What are floaters?
Floaters look like small specks, dots, circles, lines, or cobwebs in your field of vision. While they seem to be in front of your eye, they are floating inside. Floaters are tiny clumps of gel or cells inside the vitreous that fills your eye. What you see are the shadows these clumps cast on your retina.
As we age, our vitreous starts to thicken or shrink. Sometimes clumps or strands form in the vitreous. If the vitreous pulls away from the back of the eye, it is called posterior vitreous detachment. Floaters usually happen with posterior vitreous detachment. They are not serious, and they tend to fade or go away over time. Severe floaters can be removed by surgery, but this is seldom necessary.
You are more likely to get floaters if you:
- are nearsighted (you need glasses to see far away)
- have had surgery for cataracts
- have had inflammation (swelling) inside the eye
What are flashes?
Flashes can look like flashing lights or lightning streaks in your field of vision. Some people compare them to seeing “stars” after being hit on the head. You might see flashes on and off for weeks, or even months. Flashes happen when the vitreous rubs or pulls on your retina.
As people age, it is common to see flashes occasionally.
Flashes and migraines
Sometimes people have light flashes that look like jagged lines or heat waves. These can appear in one or both eyes and may last up to 20 minutes. This type of flash may be caused by a migraine. A migraine is a spasm of blood vessels in the brain.
When you get a headache after these flashes, it is called a “migraine headache.” But sometimes you only see the light flash without having a headache. This is called an “ophthalmic migraine” or “migraine without headache.”
At Joseph Eye & Laser Center, we guide you through your options and help you determine the treatment that is customized for your specific needs. Dr. Christopher Joseph, DO, FACS is an expert in the diagnosis and treatment of Retinal Detachments, as well as Cataract, and Glaucoma surgery. He completed an extra year of training by completing a fellowship in Pittsburgh, PA, which specialized in Laser Cataract Surgery, and Minimally Invasive Glaucoma Surgery (MIGS). Dr. Joseph is also one of the few Ophthalmologists in the United States recognized for his excellence by the America College of Surgeons (ACS). In 2018, the ACS nominated Dr. Joseph as a Fellow of the American College of Surgeons (FACS). At Joseph Eye & Laser, we have the most high-tech wide view retinal camera, which allows us to detect retinal tears and detachments at the earliest possible time.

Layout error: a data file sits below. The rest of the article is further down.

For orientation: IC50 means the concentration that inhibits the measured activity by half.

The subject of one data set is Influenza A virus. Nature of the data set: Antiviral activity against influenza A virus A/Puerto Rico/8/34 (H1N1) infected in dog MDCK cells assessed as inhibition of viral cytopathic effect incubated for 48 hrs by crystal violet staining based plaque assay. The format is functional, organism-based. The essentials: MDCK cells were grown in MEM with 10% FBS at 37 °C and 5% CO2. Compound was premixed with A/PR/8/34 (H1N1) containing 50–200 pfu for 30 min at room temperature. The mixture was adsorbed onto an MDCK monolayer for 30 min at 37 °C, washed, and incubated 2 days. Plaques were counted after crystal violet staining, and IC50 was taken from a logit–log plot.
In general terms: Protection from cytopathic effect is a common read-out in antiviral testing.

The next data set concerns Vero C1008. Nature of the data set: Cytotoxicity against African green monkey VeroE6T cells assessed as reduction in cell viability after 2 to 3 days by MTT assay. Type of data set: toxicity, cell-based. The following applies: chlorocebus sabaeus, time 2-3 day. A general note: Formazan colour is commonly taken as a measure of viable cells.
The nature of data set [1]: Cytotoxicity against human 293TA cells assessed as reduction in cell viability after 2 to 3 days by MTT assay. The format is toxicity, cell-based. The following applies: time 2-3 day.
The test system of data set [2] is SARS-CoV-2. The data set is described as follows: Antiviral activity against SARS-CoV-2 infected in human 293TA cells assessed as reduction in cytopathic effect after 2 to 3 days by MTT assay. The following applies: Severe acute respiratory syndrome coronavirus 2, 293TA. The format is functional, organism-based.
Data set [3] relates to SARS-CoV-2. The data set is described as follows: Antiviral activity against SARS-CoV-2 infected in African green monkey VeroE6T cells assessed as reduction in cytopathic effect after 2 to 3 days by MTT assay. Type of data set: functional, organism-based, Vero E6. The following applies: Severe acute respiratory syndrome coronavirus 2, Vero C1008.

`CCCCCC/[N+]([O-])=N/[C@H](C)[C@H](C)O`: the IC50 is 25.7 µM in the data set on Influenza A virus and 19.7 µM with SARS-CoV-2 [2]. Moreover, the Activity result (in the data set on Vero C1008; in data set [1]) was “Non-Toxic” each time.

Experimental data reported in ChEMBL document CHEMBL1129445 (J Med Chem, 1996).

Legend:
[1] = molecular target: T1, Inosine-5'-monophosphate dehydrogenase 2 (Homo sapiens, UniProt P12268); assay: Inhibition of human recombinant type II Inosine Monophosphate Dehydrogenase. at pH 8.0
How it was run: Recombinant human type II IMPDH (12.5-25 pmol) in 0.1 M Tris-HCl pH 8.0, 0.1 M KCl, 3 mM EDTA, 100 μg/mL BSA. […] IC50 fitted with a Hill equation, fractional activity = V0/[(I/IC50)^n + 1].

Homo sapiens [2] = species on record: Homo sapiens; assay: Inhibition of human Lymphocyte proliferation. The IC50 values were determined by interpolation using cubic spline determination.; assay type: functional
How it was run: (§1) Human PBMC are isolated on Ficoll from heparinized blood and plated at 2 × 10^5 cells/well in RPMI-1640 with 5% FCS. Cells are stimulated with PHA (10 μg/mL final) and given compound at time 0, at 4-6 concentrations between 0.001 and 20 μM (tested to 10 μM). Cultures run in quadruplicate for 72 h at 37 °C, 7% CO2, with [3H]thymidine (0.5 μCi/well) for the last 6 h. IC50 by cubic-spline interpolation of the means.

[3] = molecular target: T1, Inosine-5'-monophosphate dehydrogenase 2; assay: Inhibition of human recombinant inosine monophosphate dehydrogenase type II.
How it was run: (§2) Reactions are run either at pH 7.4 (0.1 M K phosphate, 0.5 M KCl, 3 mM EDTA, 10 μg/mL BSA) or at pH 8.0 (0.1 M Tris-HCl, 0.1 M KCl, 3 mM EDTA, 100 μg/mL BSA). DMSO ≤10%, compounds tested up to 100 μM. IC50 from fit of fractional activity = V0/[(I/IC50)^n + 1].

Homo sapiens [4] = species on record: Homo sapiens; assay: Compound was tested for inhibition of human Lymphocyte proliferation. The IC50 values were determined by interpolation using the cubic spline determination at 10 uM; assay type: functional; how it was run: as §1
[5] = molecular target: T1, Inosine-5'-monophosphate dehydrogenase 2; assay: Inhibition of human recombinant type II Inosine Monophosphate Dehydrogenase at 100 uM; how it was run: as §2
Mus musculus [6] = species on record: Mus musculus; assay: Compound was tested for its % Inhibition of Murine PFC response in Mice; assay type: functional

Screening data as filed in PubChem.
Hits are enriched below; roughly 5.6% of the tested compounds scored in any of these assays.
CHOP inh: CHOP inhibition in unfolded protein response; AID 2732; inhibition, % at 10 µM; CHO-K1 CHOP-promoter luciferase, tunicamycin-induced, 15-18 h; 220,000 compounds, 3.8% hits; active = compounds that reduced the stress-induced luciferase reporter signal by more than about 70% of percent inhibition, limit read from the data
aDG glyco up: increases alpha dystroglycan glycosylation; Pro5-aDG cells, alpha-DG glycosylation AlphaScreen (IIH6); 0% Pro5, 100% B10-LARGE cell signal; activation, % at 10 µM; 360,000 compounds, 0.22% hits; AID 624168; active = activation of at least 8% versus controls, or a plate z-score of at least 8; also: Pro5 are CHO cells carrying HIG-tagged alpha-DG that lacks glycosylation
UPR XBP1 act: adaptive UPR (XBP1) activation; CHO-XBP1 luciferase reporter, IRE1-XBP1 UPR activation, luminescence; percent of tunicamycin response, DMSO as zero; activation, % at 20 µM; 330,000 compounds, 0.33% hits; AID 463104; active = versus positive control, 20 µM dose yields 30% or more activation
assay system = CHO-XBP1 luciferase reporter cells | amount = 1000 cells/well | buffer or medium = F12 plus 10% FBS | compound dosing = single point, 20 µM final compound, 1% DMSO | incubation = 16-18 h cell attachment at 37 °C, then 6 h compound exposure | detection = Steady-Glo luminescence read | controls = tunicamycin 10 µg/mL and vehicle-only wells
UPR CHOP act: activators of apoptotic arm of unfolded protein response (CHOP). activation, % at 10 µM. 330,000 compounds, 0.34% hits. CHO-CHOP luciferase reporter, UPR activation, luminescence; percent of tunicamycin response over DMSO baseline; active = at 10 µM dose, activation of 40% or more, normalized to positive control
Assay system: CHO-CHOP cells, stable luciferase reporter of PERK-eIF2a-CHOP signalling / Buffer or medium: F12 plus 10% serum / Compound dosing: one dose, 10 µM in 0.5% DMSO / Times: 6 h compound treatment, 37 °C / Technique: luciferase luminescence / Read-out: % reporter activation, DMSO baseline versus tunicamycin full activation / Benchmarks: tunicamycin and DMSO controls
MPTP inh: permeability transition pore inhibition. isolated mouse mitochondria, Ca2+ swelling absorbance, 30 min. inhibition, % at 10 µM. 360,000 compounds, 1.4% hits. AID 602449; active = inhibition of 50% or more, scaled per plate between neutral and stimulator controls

When floaters and flashes are serious
Most floaters and flashes are not a problem. However, there are times when they can be signs of a serious condition. Here is when you should call an ophthalmologists right away:
- you notice a lot of new floaters
- you have a lot of flashes
- a shadow appears in your peripheral (side) vision
- a gray curtain covers part of your vision
These floaters and flashes could be symptoms of a torn or detached retina. This is when the retina pulls away from the back of your eye. This is a serious condition that needs to be treated immediately.